The difference between books I’d love to see become TV series and those I’d love to see become movies is simple and obvious. If the book is part of a series, it needs to be adapted for television Game of Thrones style, with one or two seasons to cover each book. But if the book is a stand-alone, it could work very well as a movie. What the Big Screen needs even more than its small counterpart is diversity, so that’s the theme for my choices of dream book-to-movie transformations.
Kindred. OscarsSoWhiteMale? A well-done adaptation of Octavia Butler’s compelling and troubling timeslip fantasy could be a big step away from that, with Selma‘s Ava DuVernay directing and Condola Rashad, of Showtime’s Billions, starring as Dana, the modern African-American woman mysteriously transported to an antebellum plantation. Dana is just the sort of active, smart, complex heroine the movies could use more of, and her story, if told with the care and attention it merits, should be impossible for the Academy to ignore. Oscars all around, for DuVernay, Rashad, and the heartbreaking score by Thomas Newman.
Wild Seed. If Kindred‘s Dana is a victim of circumstance who must find a way to claim some measure of power despite a system designed to keep her powerless, Anyanwu, the heroine of another Butler classic Wild Seed, is a mighty force, a shape-shifting entity whose transformations are delightfully detailed; her transformation into a dolphin, for instance, could become a moment of pure joy on screen. Anyanwu is a figure of creativity and love, and Gugu Mbatha-Raw, who impressed me in the underrated costume drama Belle, could bring her to vivid life. For her opposite, the destructive Doro, Idris Elba would be perfect; he even fits Butler’s description of the character. He could endow Doro with the charisma he needs in order for an audience to understand how so many people could willingly fall under the evil man’s spell.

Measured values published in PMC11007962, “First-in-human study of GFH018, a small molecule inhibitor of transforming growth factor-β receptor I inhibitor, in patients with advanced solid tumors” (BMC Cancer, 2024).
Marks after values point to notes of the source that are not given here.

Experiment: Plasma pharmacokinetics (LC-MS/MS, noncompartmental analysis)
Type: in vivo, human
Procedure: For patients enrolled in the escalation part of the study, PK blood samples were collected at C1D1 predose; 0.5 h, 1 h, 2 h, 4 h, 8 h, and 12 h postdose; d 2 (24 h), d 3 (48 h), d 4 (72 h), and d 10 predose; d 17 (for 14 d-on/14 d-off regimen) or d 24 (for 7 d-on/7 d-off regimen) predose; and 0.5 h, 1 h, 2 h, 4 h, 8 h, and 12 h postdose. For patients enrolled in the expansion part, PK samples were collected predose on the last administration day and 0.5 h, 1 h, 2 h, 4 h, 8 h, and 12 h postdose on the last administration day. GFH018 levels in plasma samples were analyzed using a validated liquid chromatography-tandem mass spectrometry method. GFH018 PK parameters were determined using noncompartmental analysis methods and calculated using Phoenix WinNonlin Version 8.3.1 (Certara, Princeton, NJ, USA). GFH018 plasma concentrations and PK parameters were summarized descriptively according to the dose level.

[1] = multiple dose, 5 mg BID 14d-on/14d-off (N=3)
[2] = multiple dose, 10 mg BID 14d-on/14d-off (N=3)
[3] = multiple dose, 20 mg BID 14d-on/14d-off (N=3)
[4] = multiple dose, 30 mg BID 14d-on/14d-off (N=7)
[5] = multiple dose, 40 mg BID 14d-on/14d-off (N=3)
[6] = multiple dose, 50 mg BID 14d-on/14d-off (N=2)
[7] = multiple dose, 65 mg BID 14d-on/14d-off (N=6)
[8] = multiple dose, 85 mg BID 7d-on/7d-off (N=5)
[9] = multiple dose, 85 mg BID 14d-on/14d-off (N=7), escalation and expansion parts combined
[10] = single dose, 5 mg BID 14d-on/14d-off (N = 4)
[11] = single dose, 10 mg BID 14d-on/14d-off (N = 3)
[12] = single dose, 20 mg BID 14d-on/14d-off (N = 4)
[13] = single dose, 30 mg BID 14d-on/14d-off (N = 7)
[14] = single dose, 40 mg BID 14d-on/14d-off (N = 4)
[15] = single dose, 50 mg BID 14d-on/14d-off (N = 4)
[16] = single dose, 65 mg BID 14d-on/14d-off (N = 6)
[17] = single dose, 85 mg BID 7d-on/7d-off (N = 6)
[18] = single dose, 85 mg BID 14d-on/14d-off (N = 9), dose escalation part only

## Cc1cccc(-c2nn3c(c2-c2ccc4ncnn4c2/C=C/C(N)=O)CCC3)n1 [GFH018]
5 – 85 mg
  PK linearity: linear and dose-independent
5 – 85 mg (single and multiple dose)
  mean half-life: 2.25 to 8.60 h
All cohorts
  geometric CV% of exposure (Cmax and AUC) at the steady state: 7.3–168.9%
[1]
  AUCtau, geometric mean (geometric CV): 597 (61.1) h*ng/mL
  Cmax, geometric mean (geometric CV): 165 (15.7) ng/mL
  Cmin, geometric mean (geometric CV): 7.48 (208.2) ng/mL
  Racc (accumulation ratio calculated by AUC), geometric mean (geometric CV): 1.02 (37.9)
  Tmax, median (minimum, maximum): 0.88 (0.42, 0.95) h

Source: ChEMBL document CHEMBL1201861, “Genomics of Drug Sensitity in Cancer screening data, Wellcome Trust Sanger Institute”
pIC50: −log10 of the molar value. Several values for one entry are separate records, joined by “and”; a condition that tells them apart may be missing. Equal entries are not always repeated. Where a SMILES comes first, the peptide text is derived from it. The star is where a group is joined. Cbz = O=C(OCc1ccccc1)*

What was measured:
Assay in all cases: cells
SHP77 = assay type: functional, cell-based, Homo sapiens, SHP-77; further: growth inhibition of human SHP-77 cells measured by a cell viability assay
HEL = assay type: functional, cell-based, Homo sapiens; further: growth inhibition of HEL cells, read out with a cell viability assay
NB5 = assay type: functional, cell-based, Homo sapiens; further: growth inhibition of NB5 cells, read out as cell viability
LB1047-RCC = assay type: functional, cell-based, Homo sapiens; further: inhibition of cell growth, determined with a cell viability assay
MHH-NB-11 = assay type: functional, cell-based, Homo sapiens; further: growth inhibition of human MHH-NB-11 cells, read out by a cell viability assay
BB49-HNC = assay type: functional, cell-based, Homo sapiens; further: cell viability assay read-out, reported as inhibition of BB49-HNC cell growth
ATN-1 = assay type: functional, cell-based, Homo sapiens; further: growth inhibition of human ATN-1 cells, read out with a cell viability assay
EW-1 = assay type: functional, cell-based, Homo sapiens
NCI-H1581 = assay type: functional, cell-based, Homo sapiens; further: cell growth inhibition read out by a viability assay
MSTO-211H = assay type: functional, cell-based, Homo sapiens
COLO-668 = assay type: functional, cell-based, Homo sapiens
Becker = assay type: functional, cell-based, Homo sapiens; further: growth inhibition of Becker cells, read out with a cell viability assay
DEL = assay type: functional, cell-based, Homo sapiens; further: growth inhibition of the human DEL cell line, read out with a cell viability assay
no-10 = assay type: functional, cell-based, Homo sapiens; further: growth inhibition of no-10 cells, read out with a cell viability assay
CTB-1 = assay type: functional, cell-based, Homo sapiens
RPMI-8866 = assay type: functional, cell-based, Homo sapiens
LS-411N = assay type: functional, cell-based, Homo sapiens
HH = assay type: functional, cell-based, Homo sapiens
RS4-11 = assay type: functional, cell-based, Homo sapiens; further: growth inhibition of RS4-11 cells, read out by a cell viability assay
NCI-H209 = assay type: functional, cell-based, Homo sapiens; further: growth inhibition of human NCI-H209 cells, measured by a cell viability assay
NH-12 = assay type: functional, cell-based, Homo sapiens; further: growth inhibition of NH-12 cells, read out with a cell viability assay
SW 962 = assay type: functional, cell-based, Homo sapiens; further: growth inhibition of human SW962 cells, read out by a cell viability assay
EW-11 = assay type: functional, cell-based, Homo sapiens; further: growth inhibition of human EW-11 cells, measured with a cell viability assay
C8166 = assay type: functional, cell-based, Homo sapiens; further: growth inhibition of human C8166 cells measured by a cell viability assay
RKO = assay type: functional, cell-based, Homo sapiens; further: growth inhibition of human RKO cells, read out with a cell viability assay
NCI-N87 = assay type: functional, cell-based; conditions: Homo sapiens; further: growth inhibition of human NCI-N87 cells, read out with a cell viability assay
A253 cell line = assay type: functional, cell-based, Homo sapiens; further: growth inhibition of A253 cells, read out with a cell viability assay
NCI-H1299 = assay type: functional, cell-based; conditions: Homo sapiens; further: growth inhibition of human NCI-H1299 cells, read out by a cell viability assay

Who Fears Death. I don’t have a dream cast for this one. Onyesonwu, the heroine of Nnedi Okorafor’s fantasy of injustice, anger, and supernatural power struggles in post-Apocalyptic Africa, could be a career maker for some gifted unknown. (Twenty years ago, the superb Sophie Okonedo might have played her to perfection.) The story is harrowing and hopelessly involving, impossible to look away from even though all instincts warn that heartbreak waits at the end, as Onyesonwu tries to understand the nature of her strange power and the responsibilities that come with it. Done right, this movie could leave an audience devastated — in a good way — for hours afterward.
The Secrets of Jin-Shei. A faithful, well-directed, and well-cast rendering of Alma Alexander’s fantasy novel set in mythic China, with its roster of heroines ranging from an introspective poet to an ambitious alchemist to a sensual dancer, could transport audiences and leave them breathless. As with Who Fears Death, I don’t have a dream cast for this one (although Michelle Yeoh might be wonderful as the narrator, the poet looking back on her youth and friendships), but Ang Lee, so brilliant at the helm of Crouching Tiger, Hidden Dragon and Sense and Sensibility, is the very director to do the project justice. I don’t really see Hollywood having much to do with it at all. Rather, I see an Asian cast, screenwriter, and cinematographer (Peter Pau, who worked with Lee on Crouching Tiger). This could be a strong Best Foreign Language Film contender.
The Rook. Daniel O’Malley’s novel of a secret organization of metahumans operating in London is one of the few urban fantasies I like unconditionally. Like my other choices, it’s led by women, with a hapless heroine, Myfanwy Thomas, coming into her strength guided by a series of letters from her pre-amnesiac self. Jenna Coleman, recently departed from Doctor Who, matches with uncanny precision the physical description of Myfanwy in the book, so much that I have a hard time picturing anyone else in the role. She has the smarts and the energy to pull it off. Cate Blanchett is probably too big a star to be considered for the role of secretary Ingrid, who’s much more badass than she first appears, but she’s the actress I have in my head. And Firefly alum Gina Torres would rock as Shantay, the American metahuman agent who becomes Myfanwy’s bestie.